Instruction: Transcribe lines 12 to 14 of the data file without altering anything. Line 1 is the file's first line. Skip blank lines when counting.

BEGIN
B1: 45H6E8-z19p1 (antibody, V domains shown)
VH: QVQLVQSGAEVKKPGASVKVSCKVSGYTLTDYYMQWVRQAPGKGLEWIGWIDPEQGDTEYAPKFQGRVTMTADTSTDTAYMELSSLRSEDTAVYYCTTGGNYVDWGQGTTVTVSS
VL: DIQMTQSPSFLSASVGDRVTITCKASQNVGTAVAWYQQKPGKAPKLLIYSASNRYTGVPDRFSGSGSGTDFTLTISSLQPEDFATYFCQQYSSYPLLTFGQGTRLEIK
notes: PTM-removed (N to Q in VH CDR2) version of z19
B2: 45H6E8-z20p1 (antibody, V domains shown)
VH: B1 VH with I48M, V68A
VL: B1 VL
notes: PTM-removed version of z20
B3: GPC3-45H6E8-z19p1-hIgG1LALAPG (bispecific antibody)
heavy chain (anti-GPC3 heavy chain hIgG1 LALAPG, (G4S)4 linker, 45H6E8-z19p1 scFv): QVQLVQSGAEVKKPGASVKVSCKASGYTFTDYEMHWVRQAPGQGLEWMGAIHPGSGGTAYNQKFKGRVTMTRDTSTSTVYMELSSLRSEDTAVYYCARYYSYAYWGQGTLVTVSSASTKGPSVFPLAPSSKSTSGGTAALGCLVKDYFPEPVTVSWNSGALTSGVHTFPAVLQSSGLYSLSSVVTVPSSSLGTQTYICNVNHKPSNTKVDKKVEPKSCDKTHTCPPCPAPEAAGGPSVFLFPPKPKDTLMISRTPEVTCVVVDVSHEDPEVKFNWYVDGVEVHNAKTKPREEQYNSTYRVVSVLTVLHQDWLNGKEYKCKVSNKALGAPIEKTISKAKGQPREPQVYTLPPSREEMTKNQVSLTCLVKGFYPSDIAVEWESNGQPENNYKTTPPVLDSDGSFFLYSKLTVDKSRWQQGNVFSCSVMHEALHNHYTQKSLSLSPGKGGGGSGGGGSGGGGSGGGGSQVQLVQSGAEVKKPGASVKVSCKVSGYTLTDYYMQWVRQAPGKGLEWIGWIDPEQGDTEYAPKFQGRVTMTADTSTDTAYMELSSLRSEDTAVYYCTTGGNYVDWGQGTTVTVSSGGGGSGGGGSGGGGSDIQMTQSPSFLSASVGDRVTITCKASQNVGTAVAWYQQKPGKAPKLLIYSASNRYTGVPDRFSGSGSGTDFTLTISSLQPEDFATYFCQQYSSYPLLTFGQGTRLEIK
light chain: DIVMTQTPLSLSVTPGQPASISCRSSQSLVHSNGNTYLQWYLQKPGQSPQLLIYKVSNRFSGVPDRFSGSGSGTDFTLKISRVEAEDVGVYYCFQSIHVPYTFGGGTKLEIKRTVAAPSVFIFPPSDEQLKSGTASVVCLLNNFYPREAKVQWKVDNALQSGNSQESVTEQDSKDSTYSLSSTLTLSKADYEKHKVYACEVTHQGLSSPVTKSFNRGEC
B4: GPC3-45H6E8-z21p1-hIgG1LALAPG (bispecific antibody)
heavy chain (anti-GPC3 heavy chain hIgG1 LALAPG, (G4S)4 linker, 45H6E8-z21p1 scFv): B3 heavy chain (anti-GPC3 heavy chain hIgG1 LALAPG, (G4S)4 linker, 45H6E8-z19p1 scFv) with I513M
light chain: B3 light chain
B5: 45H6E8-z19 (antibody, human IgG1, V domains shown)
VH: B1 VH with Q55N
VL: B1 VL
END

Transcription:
B4: GPC3-45H6E8-z21p1-hIgG1LALAPG (bispecific antibody)
heavy chain (anti-GPC3 heavy chain hIgG1 LALAPG, (G4S)4 linker, 45H6E8-z21p1 scFv): B3 heavy chain (anti-GPC3 heavy chain hIgG1 LALAPG, (G4S)4 linker, 45H6E8-z19p1 scFv) with I513M
light chain: B3 light chain